Of course this is a play on James Bond and The Avengers (British tv show) and stuff. There is some meta-dialogue (not too bad) indicating that the filmatists are trying to bring back the fun, goofy spy shit like the old days. So they have gadgets and an underground lair and they don’t pretend to be gritty or especially realistic. There’s an elitist supergenius madman (Samuel L. Jackson) with a disability (if a lisp counts as a disability). His sinister plan involves implants, SIM cards, satellites and thinning the population.
The Kingsman group has a King Arthur theme for their code names, but mostly they’re just about proper Britishness. Their front is a tailor shop and when they graduate they get bulletproof “bespoke” suits and weapons hidden inside umbrellas and pens and stuff. So Eggsy gets kind of a makeover, but I like how he’s specifically told that he can still talk like himself and be a gentleman. He looks slick but he doesn’t have to hide his lower class background.
During training each recruit has to pick a puppy to take care of. Eggsy thinks he’s picking one that’s gonna grow up into a vicious bulldog, because he doesn’t know what a pug is. So he has some things to learn. But he does know how to do flips and stuff already, that helps.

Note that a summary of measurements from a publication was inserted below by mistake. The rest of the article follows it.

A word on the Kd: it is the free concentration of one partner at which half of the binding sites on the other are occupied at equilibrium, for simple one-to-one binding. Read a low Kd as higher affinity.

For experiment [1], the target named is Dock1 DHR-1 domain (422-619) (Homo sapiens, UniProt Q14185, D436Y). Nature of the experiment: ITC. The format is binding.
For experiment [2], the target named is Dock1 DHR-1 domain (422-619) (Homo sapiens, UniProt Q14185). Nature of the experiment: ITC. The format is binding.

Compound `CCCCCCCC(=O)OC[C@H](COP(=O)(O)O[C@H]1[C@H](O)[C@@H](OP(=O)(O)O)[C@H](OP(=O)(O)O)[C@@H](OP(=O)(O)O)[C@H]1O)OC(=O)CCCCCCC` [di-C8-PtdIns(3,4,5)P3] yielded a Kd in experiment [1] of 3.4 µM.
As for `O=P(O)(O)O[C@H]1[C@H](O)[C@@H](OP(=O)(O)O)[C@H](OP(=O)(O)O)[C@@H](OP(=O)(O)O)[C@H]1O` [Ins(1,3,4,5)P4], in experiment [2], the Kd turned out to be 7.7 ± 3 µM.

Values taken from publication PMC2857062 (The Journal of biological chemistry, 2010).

Those of you who don’t like computers or technology to be used in your action scenes will throw up constantly throughout the movie. There’s not a fight choreographer credited, but the stunt coordinator/second unit director Bradley James Allan also did second unit for SCOTT PILGRIM VS. THE WORLD and THE WORLD’S END, and there’s definitely a similarity in style there, so I’m gonna give him the credit. There are a number of extremely stylized and cartoonish action sequences that I think are well done. To be honest I don’t really understand how they were even accomplished, but there is definitely alot of speeding up of footage and digitally stitching things together to seem like they were done in one shot. Also there are clearly plenty of real stunts, with Firth having to learn a bunch of moves and Egerton doing an underwater scene kinda like the one in ALIEN RESURRECTION.